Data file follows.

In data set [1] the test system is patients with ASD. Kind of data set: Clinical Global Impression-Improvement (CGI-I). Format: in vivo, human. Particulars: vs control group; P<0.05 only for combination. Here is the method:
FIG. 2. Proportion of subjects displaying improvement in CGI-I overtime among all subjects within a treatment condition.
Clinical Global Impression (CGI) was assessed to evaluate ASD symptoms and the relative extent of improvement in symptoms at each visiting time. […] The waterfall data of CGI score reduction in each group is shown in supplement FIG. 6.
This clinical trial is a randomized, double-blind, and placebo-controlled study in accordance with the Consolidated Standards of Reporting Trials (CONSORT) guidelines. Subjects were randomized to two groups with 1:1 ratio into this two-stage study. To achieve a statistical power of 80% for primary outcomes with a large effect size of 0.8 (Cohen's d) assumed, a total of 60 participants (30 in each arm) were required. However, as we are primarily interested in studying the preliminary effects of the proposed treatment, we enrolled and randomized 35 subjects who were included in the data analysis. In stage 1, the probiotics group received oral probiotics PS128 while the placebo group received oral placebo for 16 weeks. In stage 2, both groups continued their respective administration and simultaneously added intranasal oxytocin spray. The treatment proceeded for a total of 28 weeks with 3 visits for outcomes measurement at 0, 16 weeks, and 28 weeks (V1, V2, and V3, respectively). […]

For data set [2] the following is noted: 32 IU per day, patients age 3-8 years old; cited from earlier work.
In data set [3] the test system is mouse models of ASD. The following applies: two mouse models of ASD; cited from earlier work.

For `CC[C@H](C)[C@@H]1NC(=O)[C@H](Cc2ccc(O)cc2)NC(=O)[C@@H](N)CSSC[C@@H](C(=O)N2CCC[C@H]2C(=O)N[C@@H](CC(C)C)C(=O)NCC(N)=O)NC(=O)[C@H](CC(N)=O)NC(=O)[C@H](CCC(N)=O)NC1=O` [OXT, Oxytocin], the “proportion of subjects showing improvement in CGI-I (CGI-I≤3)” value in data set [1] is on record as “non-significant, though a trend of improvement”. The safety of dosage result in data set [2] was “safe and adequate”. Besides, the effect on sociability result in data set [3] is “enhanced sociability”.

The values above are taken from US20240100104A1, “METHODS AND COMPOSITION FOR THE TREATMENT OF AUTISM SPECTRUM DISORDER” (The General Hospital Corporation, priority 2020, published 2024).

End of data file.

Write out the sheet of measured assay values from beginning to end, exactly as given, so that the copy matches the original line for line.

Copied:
In data set [1] the test system is patients with ASD. Kind of data set: Clinical Global Impression-Improvement (CGI-I). Format: in vivo, human. Particulars: vs control group; P<0.05 only for combination. Here is the method:
FIG. 2. Proportion of subjects displaying improvement in CGI-I overtime among all subjects within a treatment condition.
Clinical Global Impression (CGI) was assessed to evaluate ASD symptoms and the relative extent of improvement in symptoms at each visiting time. […] The waterfall data of CGI score reduction in each group is shown in supplement FIG. 6.
This clinical trial is a randomized, double-blind, and placebo-controlled study in accordance with the Consolidated Standards of Reporting Trials (CONSORT) guidelines. Subjects were randomized to two groups with 1:1 ratio into this two-stage study. To achieve a statistical power of 80% for primary outcomes with a large effect size of 0.8 (Cohen's d) assumed, a total of 60 participants (30 in each arm) were required. However, as we are primarily interested in studying the preliminary effects of the proposed treatment, we enrolled and randomized 35 subjects who were included in the data analysis. In stage 1, the probiotics group received oral probiotics PS128 while the placebo group received oral placebo for 16 weeks. In stage 2, both groups continued their respective administration and simultaneously added intranasal oxytocin spray. The treatment proceeded for a total of 28 weeks with 3 visits for outcomes measurement at 0, 16 weeks, and 28 weeks (V1, V2, and V3, respectively). […]

For data set [2] the following is noted: 32 IU per day, patients age 3-8 years old; cited from earlier work.
In data set [3] the test system is mouse models of ASD. The following applies: two mouse models of ASD; cited from earlier work.

For `CC[C@H](C)[C@@H]1NC(=O)[C@H](Cc2ccc(O)cc2)NC(=O)[C@@H](N)CSSC[C@@H](C(=O)N2CCC[C@H]2C(=O)N[C@@H](CC(C)C)C(=O)NCC(N)=O)NC(=O)[C@H](CC(N)=O)NC(=O)[C@H](CCC(N)=O)NC1=O` [OXT, Oxytocin], the “proportion of subjects showing improvement in CGI-I (CGI-I≤3)” value in data set [1] is on record as “non-significant, though a trend of improvement”. The safety of dosage result in data set [2] was “safe and adequate”. Besides, the effect on sociability result in data set [3] is “enhanced sociability”.

The values above are taken from US20240100104A1, “METHODS AND COMPOSITION FOR THE TREATMENT OF AUTISM SPECTRUM DISORDER” (The General Hospital Corporation, priority 2020, published 2024).